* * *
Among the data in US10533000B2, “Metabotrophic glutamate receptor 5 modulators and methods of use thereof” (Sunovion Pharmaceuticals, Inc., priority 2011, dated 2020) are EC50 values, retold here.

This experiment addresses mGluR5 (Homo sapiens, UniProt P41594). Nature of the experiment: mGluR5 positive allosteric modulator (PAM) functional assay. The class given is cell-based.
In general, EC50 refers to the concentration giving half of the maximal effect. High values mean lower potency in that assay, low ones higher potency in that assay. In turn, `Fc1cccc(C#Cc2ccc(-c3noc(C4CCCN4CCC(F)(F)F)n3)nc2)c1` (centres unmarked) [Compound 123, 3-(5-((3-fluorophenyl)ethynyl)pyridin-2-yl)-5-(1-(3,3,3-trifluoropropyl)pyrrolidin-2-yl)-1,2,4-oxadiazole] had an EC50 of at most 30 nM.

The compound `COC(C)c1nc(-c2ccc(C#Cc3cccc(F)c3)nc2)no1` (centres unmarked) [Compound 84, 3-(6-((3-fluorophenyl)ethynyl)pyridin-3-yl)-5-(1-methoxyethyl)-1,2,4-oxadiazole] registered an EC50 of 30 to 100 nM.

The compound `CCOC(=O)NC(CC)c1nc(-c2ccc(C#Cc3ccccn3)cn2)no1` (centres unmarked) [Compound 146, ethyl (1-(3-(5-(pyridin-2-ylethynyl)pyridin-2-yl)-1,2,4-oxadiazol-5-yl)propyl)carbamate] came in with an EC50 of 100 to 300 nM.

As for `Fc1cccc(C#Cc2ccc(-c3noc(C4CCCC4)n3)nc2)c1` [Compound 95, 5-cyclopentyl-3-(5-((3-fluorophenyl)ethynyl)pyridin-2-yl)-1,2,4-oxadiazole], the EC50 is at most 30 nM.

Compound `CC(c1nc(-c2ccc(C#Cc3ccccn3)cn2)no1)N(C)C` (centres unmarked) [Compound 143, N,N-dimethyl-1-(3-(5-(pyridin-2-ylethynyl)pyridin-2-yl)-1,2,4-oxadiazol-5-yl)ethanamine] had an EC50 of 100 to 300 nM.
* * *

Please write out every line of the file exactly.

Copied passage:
Among the data in US10533000B2, “Metabotrophic glutamate receptor 5 modulators and methods of use thereof” (Sunovion Pharmaceuticals, Inc., priority 2011, dated 2020) are EC50 values, retold here.

This experiment addresses mGluR5 (Homo sapiens, UniProt P41594). Nature of the experiment: mGluR5 positive allosteric modulator (PAM) functional assay. The class given is cell-based.
In general, EC50 refers to the concentration giving half of the maximal effect. High values mean lower potency in that assay, low ones higher potency in that assay. In turn, `Fc1cccc(C#Cc2ccc(-c3noc(C4CCCN4CCC(F)(F)F)n3)nc2)c1` (centres unmarked) [Compound 123, 3-(5-((3-fluorophenyl)ethynyl)pyridin-2-yl)-5-(1-(3,3,3-trifluoropropyl)pyrrolidin-2-yl)-1,2,4-oxadiazole] had an EC50 of at most 30 nM.

The compound `COC(C)c1nc(-c2ccc(C#Cc3cccc(F)c3)nc2)no1` (centres unmarked) [Compound 84, 3-(6-((3-fluorophenyl)ethynyl)pyridin-3-yl)-5-(1-methoxyethyl)-1,2,4-oxadiazole] registered an EC50 of 30 to 100 nM.

The compound `CCOC(=O)NC(CC)c1nc(-c2ccc(C#Cc3ccccn3)cn2)no1` (centres unmarked) [Compound 146, ethyl (1-(3-(5-(pyridin-2-ylethynyl)pyridin-2-yl)-1,2,4-oxadiazol-5-yl)propyl)carbamate] came in with an EC50 of 100 to 300 nM.

As for `Fc1cccc(C#Cc2ccc(-c3noc(C4CCCC4)n3)nc2)c1` [Compound 95, 5-cyclopentyl-3-(5-((3-fluorophenyl)ethynyl)pyridin-2-yl)-1,2,4-oxadiazole], the EC50 is at most 30 nM.

Compound `CC(c1nc(-c2ccc(C#Cc3ccccn3)cn2)no1)N(C)C` (centres unmarked) [Compound 143, N,N-dimethyl-1-(3-(5-(pyridin-2-ylethynyl)pyridin-2-yl)-1,2,4-oxadiazol-5-yl)ethanamine] had an EC50 of 100 to 300 nM.